MacBook Pro: Many Screws, All Tiny

This weekend I upgraded my 2.2 GHz Core 2 Duo MacBook Pro’s internal hard disk from 160 GB to 320 GB following the excellent instructions at iFixit. The two dodgy steps are freeing the top-case assembly and carefully prying loose the ribbon cables that are attached to the top of the existing hard drive. For the latter you definitely need some sort of thin plastic tool to work gently underneath the ribbons to detach them. To keep track of the variety of tiny screws encountered (both phillips and torx) I organized them according to their iFixit disassembly step.

I chose the 7200RPM Hitachi Travelstar 320GB 16MB SATA drive (model HTS723232L9A360) as a replacement. Since my 160 GB disk was also a 7200 RPM drive, I didn’t experience the noticeable performance improvements some people have reported when moving to a faster disk. If you do an upgrade, you should definitely use a 7K drive. I bought mine at Other World Computing.

Before replacing the drive, I did a full back up onto an external Firewire disk and then swapped my new Travelstar into the external drive enclosure and did another full, bootable backup onto the new disk. Both backups were done using Carbon Copy Cloner. After booting from the now externally-attached Travelstar to verify that the backup had worked correctly, I removed the Travelstar from the external disk enclosure and then inserted it into the MBP following the iFixit instructions. Once done, my machine booted with no problem. I now have lots of space for my growing collection of RAW photos, which eat disk space at an alarming clip.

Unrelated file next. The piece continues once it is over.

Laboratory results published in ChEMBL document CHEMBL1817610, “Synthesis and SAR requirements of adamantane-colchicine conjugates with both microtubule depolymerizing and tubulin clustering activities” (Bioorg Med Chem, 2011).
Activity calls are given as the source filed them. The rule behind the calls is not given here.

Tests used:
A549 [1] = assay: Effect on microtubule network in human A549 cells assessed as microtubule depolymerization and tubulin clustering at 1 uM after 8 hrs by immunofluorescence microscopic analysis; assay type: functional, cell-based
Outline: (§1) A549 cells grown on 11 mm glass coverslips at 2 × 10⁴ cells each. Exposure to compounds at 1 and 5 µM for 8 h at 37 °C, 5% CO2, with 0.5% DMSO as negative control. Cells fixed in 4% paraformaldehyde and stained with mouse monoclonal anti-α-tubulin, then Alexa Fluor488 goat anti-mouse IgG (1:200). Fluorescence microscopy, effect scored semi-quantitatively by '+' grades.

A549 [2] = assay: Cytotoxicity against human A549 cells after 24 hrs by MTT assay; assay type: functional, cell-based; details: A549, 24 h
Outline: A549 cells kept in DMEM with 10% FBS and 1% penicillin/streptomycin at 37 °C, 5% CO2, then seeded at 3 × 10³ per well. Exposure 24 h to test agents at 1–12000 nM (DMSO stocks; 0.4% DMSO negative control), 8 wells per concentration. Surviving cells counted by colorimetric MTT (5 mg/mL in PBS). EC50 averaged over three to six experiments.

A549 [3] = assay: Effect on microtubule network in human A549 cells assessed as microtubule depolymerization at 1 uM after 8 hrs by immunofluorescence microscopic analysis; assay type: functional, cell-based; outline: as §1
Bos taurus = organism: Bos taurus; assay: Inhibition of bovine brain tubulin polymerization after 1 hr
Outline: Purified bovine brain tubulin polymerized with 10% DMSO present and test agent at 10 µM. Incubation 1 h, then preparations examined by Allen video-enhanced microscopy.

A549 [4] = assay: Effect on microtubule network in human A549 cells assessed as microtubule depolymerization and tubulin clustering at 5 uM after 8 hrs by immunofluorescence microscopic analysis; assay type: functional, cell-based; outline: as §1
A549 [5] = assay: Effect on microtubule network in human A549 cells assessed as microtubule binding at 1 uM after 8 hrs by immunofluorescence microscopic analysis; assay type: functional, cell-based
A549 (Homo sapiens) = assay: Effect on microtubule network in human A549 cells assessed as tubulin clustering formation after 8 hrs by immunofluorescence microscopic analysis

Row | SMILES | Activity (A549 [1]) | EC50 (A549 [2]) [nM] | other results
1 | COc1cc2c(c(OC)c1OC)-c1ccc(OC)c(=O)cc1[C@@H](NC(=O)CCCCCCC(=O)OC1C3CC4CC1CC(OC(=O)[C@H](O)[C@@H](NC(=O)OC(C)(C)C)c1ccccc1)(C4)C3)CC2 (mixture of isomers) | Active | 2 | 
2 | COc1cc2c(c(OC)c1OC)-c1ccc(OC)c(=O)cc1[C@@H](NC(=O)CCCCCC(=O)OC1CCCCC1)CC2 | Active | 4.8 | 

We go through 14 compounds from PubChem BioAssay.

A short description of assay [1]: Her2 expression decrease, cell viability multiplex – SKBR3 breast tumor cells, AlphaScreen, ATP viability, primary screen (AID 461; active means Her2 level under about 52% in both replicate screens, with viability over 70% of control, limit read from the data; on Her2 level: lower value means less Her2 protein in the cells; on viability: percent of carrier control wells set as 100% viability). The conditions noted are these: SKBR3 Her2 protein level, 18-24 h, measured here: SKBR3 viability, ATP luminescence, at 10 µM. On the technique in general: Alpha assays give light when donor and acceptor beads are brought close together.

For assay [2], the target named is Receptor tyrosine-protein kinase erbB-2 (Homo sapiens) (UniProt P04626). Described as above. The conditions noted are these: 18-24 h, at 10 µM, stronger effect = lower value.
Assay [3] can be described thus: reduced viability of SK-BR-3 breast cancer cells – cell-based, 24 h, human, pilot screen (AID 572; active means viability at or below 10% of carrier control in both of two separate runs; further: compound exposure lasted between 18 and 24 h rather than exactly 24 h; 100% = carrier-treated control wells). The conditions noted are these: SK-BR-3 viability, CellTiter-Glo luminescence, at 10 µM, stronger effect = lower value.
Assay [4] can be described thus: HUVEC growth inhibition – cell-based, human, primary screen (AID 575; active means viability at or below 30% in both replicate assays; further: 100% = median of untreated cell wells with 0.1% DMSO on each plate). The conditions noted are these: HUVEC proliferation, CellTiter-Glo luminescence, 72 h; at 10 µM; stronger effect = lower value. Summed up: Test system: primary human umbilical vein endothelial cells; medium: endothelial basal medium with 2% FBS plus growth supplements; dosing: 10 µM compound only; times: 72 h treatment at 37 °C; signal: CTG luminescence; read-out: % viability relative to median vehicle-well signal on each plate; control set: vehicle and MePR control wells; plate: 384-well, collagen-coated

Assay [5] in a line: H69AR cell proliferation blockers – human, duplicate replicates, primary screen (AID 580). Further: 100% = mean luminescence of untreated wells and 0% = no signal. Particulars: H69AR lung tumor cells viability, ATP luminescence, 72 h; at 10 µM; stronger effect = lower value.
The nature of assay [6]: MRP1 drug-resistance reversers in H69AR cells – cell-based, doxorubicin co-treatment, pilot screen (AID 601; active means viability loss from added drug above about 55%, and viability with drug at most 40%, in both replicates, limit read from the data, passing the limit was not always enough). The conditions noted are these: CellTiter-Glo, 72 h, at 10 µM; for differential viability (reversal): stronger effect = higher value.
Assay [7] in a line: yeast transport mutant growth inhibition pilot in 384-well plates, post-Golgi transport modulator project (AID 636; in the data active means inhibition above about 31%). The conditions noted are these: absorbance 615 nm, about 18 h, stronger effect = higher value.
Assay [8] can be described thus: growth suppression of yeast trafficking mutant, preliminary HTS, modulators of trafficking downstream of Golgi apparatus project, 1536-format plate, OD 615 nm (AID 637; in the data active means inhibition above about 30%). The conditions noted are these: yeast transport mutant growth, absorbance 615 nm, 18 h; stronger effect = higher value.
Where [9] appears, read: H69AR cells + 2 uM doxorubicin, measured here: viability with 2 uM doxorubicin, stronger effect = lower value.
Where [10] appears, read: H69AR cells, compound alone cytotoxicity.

3 Responses to “MacBook Pro: Many Screws, All Tiny”

  1. Kai Carver Says:

    what a clever way to keep track of your screws…
    I’m always happy when I at least find them all after an unscrew/rescrew operation, but often I don’t remember which went in where. So my current laptop sheds a screw now and then… Oh well they’re not all essential, right?

  2. Josh Simons Says:

    They couldn’t ALL be essential. 🙂
    I was surprised at the variety of screws Apple uses in the
    MBP. Of course, the disk isn’t designed to be user-replaceable
    in this machine so they can be forgiven for the complexity
    from an end-user perspective. From a manufacturing perspective it seems overly complex.

  3. Samir Samir Says:

    Ha Ha
    I found your post searching for where i went "wrong with the screws" while replacing the HDD on my MBP. That is definitely a clever way to track those minute little buggers. I should have been more prepared. I guess i was take by surprise by the number of screws and the variety of screws. Interestingly; although i didnt lose any; I am left with 2 tiny screws and an missing 2 long ones. Wonder where i went wrong. But as the OP said; not all of these are required 🙂
    Next time i follow your advice.

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